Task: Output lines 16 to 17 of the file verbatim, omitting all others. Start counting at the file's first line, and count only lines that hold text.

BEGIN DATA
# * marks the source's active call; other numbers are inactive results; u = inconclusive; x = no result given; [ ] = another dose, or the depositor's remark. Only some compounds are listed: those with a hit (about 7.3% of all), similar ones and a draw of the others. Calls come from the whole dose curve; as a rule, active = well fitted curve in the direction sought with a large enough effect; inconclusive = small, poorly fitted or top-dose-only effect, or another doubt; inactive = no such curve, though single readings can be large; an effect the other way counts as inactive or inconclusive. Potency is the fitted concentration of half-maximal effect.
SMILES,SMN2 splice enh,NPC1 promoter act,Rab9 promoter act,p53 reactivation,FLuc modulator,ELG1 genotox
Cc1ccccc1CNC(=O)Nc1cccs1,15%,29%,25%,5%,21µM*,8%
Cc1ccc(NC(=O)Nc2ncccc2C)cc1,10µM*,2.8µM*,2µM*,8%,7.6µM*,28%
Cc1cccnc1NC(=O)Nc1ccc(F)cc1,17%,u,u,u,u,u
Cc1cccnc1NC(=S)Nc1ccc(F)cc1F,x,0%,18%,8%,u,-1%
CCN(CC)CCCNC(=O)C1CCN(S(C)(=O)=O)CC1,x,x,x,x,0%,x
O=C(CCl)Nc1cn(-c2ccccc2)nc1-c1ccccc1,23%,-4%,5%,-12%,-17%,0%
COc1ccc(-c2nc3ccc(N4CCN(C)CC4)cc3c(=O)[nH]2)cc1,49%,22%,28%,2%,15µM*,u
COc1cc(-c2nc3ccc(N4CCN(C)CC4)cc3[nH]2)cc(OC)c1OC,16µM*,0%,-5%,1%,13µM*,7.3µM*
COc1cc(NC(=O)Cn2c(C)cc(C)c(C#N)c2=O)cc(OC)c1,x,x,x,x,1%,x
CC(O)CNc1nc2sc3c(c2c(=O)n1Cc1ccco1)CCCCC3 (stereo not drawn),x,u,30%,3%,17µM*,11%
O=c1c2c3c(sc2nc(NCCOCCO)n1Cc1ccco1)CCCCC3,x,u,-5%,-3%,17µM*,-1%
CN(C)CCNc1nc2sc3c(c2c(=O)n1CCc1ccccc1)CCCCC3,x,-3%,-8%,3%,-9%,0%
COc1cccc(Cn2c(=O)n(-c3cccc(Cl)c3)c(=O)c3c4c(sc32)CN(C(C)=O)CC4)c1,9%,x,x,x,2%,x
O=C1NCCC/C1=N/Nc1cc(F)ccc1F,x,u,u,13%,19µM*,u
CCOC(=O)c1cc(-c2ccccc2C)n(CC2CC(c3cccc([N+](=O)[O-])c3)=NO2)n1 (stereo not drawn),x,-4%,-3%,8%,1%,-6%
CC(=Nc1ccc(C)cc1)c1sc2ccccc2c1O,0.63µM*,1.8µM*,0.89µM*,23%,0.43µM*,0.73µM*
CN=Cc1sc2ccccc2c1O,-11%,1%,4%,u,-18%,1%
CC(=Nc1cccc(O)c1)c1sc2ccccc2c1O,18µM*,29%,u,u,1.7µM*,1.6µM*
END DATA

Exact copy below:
O=C1NCCC/C1=N/Nc1cc(F)ccc1F,x,u,u,13%,19µM*,u
CCOC(=O)c1cc(-c2ccccc2C)n(CC2CC(c3cccc([N+](=O)[O-])c3)=NO2)n1 (stereo not drawn),x,-4%,-3%,8%,1%,-6%